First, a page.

The Wealden iron industry was located in the Weald of south-eastern England. It was formerly an important industry, producing a large proportion of the bar iron made in England in the 16th century and most British cannon until about 1770. Ironmaking in the Weald used ironstone from various clay beds, and was fuelled by charcoal made from trees in the heavily wooded landscape. The industry in the Weald declined when ironmaking began to be fuelled by coke made from coal, which does not occur accessibly in the area.
The Oratory stands to the north of Liverpool Anglican Cathedral in Merseyside, England. It was originally the mortuary chapel to St James Cemetery, and houses a collection of 19th-century sculpture and important funeral monuments as part of the Walker Art Gallery. It is a Grade I listed building in the National Heritage List for England.
Ironwork is any weapon, artwork, utensil or architectural feature made of iron especially used for decoration. There are two main types of ironwork: wrought iron and cast iron. While the use of iron dates as far back as 4000BC, it was the Hittites who first knew how to extract it and develop weapons. Use of iron was mainly utilitarian until the Middle Ages, it became widely used for decoration in the period between the 16th and 19th century.
Malleable iron is cast as white iron, the structure being a metastable carbide in a pearlitic matrix. Through an annealing heat treatment, the brittle structure as first cast is transformed into the malleable form. Carbon agglomerates into small roughly spherical aggregates of graphite leaving a matrix of ferrite or pearlite according to the exact heat treatment used. Three basic types of malleable iron are recognized within the casting industry: blackheart malleable iron, whiteheart malleable iron and pearlitic malleable iron.
Jean Tijou was a French Huguenot ironworker. He is known solely through his work in England, where he worked on several of the key English Baroque buildings. Very little is known of his biography. He arrived in England in c. 1689 and enjoyed the patronage of William III and Mary II. He left England for the continent c. 1712. He was father-in-law to Louis Laguerre who married in St Martin-in-the-Fields.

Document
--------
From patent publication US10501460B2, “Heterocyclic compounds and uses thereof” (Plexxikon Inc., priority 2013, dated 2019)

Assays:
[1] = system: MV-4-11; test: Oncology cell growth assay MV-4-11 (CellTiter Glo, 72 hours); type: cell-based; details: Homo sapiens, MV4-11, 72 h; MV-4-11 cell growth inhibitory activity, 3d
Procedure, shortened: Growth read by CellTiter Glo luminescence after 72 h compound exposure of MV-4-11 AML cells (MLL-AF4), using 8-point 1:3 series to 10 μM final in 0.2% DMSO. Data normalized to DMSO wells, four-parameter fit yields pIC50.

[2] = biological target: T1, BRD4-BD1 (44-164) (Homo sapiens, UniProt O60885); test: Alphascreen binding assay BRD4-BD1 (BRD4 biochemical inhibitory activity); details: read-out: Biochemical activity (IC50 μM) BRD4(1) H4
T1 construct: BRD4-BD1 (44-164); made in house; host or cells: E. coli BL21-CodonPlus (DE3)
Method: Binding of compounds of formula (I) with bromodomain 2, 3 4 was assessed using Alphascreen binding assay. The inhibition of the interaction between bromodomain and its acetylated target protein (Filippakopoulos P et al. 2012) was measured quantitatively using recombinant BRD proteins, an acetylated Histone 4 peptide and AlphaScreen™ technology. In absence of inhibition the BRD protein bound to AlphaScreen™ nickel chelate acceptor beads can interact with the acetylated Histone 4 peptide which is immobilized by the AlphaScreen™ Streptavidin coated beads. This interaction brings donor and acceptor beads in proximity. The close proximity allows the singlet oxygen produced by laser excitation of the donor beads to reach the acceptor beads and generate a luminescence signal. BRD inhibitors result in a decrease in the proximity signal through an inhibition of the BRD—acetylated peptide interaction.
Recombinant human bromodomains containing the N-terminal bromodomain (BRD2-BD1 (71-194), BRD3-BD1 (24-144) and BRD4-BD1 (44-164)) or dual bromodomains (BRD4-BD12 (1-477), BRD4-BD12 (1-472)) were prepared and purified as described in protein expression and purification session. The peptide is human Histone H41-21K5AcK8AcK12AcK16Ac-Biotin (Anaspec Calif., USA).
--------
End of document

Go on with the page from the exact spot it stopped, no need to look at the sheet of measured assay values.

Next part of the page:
Cast-iron architecture is the use of cast iron in buildings and objects, ranging from bridges and markets to warehouses, balconies and fences. Refinements developed during the Industrial Revolution in the late 18th century made cast iron relatively cheap and suitable for a range of uses, and by the mid-19th century it was common as a structural material, and particularly for elaborately patterned architectural elements such as fences and balconies, until it fell out of fashion after 1900 as a decorative material, and was replaced by modern steel and concrete for structural purposes.
Prospect Hill is a historic district located on a hillside outside of downtown Cincinnati, Ohio, United States. It is part of the Mount Auburn neighborhood of Cincinnati. Prospect Hill is bounded by the following streets, Liberty, Sycamore, Boal and Highland. Prospect Hill is sometimes called locally "Liberty Hill".
St Nicholas Chapel is a private chapel in the grounds of Cholmondeley Castle, Cheshire, England, the ancient seat of the Marquess of Cholmondeley, hereditary Lord Great Chamberlain of England. It is recorded in the National Heritage List for England as a designated Grade I listed building.